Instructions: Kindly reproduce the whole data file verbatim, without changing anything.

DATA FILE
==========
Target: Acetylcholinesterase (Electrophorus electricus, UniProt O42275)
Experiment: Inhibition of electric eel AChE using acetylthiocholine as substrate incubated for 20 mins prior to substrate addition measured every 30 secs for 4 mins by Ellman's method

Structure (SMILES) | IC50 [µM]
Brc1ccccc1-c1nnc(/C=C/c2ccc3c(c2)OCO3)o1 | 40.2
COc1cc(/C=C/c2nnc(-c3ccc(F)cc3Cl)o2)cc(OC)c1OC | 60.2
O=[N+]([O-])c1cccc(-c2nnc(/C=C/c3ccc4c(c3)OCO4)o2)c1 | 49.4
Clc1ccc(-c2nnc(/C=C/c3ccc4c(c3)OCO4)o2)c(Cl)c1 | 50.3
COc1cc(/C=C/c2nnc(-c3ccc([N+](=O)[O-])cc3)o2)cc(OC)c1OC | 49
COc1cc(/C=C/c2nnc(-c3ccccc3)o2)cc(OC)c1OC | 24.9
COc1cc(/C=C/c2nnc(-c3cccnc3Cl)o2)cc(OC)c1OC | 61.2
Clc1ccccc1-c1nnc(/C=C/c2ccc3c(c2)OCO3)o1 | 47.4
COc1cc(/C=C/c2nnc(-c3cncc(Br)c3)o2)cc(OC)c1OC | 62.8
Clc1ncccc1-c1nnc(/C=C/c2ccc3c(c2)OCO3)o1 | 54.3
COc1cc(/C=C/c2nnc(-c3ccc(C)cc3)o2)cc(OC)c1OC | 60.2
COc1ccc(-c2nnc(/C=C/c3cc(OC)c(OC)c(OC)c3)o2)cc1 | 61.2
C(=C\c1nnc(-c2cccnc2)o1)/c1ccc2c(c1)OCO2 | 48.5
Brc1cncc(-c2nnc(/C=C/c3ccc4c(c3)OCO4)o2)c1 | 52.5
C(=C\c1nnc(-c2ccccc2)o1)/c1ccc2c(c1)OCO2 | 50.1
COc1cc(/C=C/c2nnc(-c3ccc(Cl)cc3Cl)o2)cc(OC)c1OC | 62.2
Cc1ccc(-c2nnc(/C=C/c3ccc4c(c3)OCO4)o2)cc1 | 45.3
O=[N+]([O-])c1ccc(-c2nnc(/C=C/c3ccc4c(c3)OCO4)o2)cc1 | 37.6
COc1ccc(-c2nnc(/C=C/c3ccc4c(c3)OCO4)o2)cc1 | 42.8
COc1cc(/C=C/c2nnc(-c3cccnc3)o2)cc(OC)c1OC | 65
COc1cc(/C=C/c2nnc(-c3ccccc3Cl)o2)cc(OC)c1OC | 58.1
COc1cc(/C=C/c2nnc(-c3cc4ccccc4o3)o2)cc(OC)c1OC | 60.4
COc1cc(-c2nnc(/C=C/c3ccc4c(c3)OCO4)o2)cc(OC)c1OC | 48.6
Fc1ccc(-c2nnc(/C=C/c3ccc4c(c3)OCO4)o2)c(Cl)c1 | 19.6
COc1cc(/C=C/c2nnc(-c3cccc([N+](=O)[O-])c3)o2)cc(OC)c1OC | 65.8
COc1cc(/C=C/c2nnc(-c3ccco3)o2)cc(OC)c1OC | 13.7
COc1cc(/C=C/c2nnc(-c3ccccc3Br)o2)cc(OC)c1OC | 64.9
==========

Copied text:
Target: Acetylcholinesterase (Electrophorus electricus, UniProt O42275)
Experiment: Inhibition of electric eel AChE using acetylthiocholine as substrate incubated for 20 mins prior to substrate addition measured every 30 secs for 4 mins by Ellman's method

Structure (SMILES) | IC50 [µM]
Brc1ccccc1-c1nnc(/C=C/c2ccc3c(c2)OCO3)o1 | 40.2
COc1cc(/C=C/c2nnc(-c3ccc(F)cc3Cl)o2)cc(OC)c1OC | 60.2
O=[N+]([O-])c1cccc(-c2nnc(/C=C/c3ccc4c(c3)OCO4)o2)c1 | 49.4
Clc1ccc(-c2nnc(/C=C/c3ccc4c(c3)OCO4)o2)c(Cl)c1 | 50.3
COc1cc(/C=C/c2nnc(-c3ccc([N+](=O)[O-])cc3)o2)cc(OC)c1OC | 49
COc1cc(/C=C/c2nnc(-c3ccccc3)o2)cc(OC)c1OC | 24.9
COc1cc(/C=C/c2nnc(-c3cccnc3Cl)o2)cc(OC)c1OC | 61.2
Clc1ccccc1-c1nnc(/C=C/c2ccc3c(c2)OCO3)o1 | 47.4
COc1cc(/C=C/c2nnc(-c3cncc(Br)c3)o2)cc(OC)c1OC | 62.8
Clc1ncccc1-c1nnc(/C=C/c2ccc3c(c2)OCO3)o1 | 54.3
COc1cc(/C=C/c2nnc(-c3ccc(C)cc3)o2)cc(OC)c1OC | 60.2
COc1ccc(-c2nnc(/C=C/c3cc(OC)c(OC)c(OC)c3)o2)cc1 | 61.2
C(=C\c1nnc(-c2cccnc2)o1)/c1ccc2c(c1)OCO2 | 48.5
Brc1cncc(-c2nnc(/C=C/c3ccc4c(c3)OCO4)o2)c1 | 52.5
C(=C\c1nnc(-c2ccccc2)o1)/c1ccc2c(c1)OCO2 | 50.1
COc1cc(/C=C/c2nnc(-c3ccc(Cl)cc3Cl)o2)cc(OC)c1OC | 62.2
Cc1ccc(-c2nnc(/C=C/c3ccc4c(c3)OCO4)o2)cc1 | 45.3
O=[N+]([O-])c1ccc(-c2nnc(/C=C/c3ccc4c(c3)OCO4)o2)cc1 | 37.6
COc1ccc(-c2nnc(/C=C/c3ccc4c(c3)OCO4)o2)cc1 | 42.8
COc1cc(/C=C/c2nnc(-c3cccnc3)o2)cc(OC)c1OC | 65
COc1cc(/C=C/c2nnc(-c3ccccc3Cl)o2)cc(OC)c1OC | 58.1
COc1cc(/C=C/c2nnc(-c3cc4ccccc4o3)o2)cc(OC)c1OC | 60.4
COc1cc(-c2nnc(/C=C/c3ccc4c(c3)OCO4)o2)cc(OC)c1OC | 48.6
Fc1ccc(-c2nnc(/C=C/c3ccc4c(c3)OCO4)o2)c(Cl)c1 | 19.6
COc1cc(/C=C/c2nnc(-c3cccc([N+](=O)[O-])c3)o2)cc(OC)c1OC | 65.8
COc1cc(/C=C/c2nnc(-c3ccco3)o2)cc(OC)c1OC | 13.7
COc1cc(/C=C/c2nnc(-c3ccccc3Br)o2)cc(OC)c1OC | 64.9